Insight from the Arboretum
We recently caught up with Kelly Oleynik, development assistant and volunteer coordinator for The Arboretum at Penn State. Kelly talked about the impact of the Arboretum’s Harvest Gardens. Here’s what she said:
Tell me about yourself and your role with the Arboretum.
I’ve served the Arboretum for the past 6 years as the development assistant and volunteer coordinator. My position is split between development (supporting our director through stewardship and donor engagement) and outreach — as the coordinator of the Volunteer Program, group visits, and back-up administrative support.
Can you tell me about the gardens and the types of vegetables that are grown every year?
The harvest beds in both the Childhood’s Gate Children’s Garden and the Pollinator and Bird Garden were made possible by donor gifts/sponsorship.
Rychele Stipcak, who is one of our gardeners, put it best: “The crops grown in the Pollinator and Bird Garden are typically chosen based on if they require pollination to produce fruits — think zucchini, tomatoes, squash, okra, cucumbers. However, for aesthetic purposes and for funsies, we grow many other types of vegetables too. I particularly love growing leeks and onions. I try to use my vegetable variety choices and planting layout to spark interest in the public, so you may see some whimsical shapes in the displays.”
Gardener Ted Zeljak said, “In the Children’s Garden, I try to find newest varieties on the market, so people get to see something new. I like when people are surprised to see a different color or shape than what they are used to. My design is more of a country vegetable/flower garden. I try to pack in as much in the space as I can while giving the plants enough space to grow.”
Who helps to maintain the gardens throughout the season?
In addition to the employees at Penn State’s Office of the Physical Plant, we have garden volunteers who, under the guidance of staff, tend to the general maintenance of the gardens (weeding, pruning, planting, harvesting, etc.). We have amazing volunteers!
How do the Harvest Gardens help support the public?
We plant these crops to help support our programs in the Children’s Garden — and the abundant output supports those in need within our local community. We use the produce in the gardens as a means of discovery by hosting “harvest tastings.” Some people think those little carrots in the bag grow that way! We also use the harvest for educational purposes — for example, we planted a 3-sisters garden derived from the Native Americans’ practice of planting beans, corn, and squash together. We can use the gardens and the harvest to tell the story of Native Americans in Central PA and how they lived off the land and were stewards of the environment.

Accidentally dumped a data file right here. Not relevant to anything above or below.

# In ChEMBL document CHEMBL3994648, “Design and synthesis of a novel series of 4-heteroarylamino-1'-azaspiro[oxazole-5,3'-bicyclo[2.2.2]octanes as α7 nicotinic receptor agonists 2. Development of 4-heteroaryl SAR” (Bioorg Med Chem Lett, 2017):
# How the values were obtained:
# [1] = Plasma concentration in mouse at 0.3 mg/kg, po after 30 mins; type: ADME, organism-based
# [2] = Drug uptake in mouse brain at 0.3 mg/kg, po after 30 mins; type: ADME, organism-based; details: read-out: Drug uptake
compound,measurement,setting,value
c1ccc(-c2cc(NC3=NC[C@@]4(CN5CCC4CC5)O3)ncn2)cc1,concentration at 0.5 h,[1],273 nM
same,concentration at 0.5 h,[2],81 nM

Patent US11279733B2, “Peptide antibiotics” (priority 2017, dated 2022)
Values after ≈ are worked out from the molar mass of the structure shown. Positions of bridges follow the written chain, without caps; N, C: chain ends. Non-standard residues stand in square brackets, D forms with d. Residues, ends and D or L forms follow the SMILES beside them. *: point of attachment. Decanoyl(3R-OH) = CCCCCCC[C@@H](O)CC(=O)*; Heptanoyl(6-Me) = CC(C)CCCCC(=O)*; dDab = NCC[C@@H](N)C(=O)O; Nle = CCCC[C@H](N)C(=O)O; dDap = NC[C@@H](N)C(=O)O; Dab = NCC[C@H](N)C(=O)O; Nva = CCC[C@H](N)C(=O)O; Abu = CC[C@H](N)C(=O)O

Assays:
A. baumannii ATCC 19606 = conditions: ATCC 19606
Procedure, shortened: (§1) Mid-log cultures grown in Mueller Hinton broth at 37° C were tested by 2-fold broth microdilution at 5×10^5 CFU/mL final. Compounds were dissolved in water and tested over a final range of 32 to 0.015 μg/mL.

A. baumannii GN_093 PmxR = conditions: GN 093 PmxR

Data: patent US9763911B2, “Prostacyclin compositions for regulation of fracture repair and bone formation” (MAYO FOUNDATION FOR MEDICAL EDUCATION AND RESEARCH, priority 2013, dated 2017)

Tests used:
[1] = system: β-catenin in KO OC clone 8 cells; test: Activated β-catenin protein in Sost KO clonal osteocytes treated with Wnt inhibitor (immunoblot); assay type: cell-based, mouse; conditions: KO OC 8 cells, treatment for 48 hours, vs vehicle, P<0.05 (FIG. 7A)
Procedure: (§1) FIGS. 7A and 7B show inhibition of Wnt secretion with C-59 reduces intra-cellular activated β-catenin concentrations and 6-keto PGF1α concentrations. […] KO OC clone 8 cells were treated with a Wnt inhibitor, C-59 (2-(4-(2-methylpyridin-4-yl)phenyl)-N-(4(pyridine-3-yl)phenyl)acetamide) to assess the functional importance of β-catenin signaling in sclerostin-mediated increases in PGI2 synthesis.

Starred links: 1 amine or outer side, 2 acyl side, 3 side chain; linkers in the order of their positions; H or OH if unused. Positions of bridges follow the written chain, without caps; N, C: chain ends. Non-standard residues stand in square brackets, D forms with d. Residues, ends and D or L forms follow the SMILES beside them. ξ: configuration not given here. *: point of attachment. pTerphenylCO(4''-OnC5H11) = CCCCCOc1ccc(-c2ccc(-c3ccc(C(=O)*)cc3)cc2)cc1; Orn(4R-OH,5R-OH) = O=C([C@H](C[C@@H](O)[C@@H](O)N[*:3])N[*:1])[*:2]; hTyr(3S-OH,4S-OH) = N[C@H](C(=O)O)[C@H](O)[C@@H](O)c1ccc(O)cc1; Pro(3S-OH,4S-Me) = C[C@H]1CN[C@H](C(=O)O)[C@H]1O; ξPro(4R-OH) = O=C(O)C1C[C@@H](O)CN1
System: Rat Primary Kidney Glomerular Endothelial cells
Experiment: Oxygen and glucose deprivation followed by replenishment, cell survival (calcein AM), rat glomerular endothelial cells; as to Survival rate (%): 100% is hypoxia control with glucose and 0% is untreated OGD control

Can you calculate how many pounds of food you have donated over the years?
Since 2018, we have donated nearly 5,700 lbs. of fresh produce to the State College Area Food Bank. The produce is available for individuals to pick out for themselves or to help sustain their families.
How do you think this program impacts our community?
If you’re in need, you may limit your food choices due to expense and shop only for staples that will go far and have a long shelf-life such as peanut butter or canned goods. Being able to incorporate fresh produce provides a more well-balanced and nutritious diet with more dietary options — and in many cases, better ones.
Thanks from the State College Food Bank
Allayn Beck, executive director of the State College Food Bank, shared her thoughts about the program:
The State College Food Bank is beyond grateful for the produce we receive from the Penn State Arboretum. It is some of the most beautiful produce we see come through our doors. The individuals and families we help love the freshness and uniqueness of the produce donated.
With the increase in food costs, purchasing fresh produce is becoming harder for the individuals and families we help. The produce from the Arboretum helps provide easy access to healthy, fresh, and unique produce. Most days, the produce will be harvested at the Arboretum, brought to the Food Bank, and sent home with someone that afternoon. It doesn’t get much better than that when you’re eating fresh produce.
One of our favorite items we received this summer was fresh basil. Our building has never smelled so good as the days the Arboretum dropped off fresh basil! Fresh basil can be expensive in the grocery store, and the donations made it possible for some of our clients to take home enough basil to make pesto, something they would not normally be able to afford.